It also established national high-risk pools that people with such conditions could join sooner to get health insurance. As of April, a total of only about 67,000 people were enrolled in federally-funded pools established by the health care law, according to the National Conference of State Legislatures.

More than 13 million American non-elderly adults have been denied insurance specifically because of their medical conditions, according to the Commonwealth Fund. The Kaiser Family Foundation says 21% of people who apply for health insurance on their own get turned down, are charged a higher price, or offered a plan that excludes coverage for their pre-existing condition.

All taxpayers

No matter what the Supreme Court had decided, it would have been a mixed bag for all Americans when it comes to federal spending. There is heated dispute over what impact the health care law will have on the country over the long term.

The federal government is set to spend more than $1 trillion over the next decade to subsidize coverage and expand eligibility for Medicaid. The nonpartisan Congressional Budget Office estimated that the law could reduce deficits modestly in the first 10 years and then much more significantly in the second decade.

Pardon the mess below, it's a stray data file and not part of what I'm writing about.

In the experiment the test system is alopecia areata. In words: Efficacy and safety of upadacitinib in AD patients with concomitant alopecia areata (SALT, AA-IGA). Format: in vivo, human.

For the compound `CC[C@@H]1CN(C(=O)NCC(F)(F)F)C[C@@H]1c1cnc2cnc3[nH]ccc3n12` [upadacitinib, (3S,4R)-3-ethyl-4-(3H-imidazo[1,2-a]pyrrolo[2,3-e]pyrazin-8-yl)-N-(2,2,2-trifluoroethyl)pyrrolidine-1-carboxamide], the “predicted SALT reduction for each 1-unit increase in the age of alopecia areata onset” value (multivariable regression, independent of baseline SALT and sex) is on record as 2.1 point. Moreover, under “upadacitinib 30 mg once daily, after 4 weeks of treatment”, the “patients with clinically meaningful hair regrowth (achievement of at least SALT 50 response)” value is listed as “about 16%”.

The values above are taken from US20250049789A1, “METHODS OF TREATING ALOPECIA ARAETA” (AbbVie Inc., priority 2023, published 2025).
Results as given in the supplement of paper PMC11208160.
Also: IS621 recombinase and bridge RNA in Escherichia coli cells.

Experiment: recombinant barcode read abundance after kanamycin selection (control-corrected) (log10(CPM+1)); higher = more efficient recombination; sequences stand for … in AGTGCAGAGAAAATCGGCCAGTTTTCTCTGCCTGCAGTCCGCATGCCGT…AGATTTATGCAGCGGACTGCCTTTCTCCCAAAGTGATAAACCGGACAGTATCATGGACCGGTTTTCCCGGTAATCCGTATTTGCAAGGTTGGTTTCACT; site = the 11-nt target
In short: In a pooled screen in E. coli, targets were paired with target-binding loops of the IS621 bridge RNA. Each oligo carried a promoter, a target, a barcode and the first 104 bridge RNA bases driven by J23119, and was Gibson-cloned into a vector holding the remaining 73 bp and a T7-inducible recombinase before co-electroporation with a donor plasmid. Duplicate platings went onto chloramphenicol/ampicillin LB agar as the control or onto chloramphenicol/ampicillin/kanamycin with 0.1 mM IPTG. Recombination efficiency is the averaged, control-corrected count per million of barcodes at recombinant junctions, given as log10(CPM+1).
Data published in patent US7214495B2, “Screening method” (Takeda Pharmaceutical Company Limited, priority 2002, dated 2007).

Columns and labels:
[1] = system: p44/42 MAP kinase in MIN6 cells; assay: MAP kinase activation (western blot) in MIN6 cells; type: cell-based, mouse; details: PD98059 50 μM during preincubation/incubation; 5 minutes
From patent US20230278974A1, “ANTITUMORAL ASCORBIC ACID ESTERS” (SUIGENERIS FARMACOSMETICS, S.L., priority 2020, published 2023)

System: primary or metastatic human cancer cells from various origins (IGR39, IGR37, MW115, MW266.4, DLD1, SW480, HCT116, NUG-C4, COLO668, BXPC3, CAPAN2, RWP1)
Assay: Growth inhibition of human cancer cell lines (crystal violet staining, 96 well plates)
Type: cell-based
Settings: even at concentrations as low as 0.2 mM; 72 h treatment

The CBO said a repeal of the mandate could reduce deficits by $282 billion over 10 years, because the government would be subsidizing insurance for fewer people. But the nation faces costs in various ways for having people who are uninsured. The Urban Institute's Health Policy Center estimated that without a mandate, 40 million Americans would remain uninsured.

Meanwhile, the Flexible Spending Accounts that millions of Americans use to save money tax-free for medical expenses will be sliced under the law. FSAs often allow people to put aside up to $5,000 pre-tax; as of 2013, they were to face an annual limit of $2,500.

Small business owners

The rules and benefits small business owners face as a result of the health care law remain in place.

As CNN has chronicled, the law brought a mix of both. The director of the National Federation of Independent Business is one of the plaintiffs who pushed the court to strike down the law. Meanwhile, a group called Small Business Majority fought to protect the law, saying its loss could be a nightmare.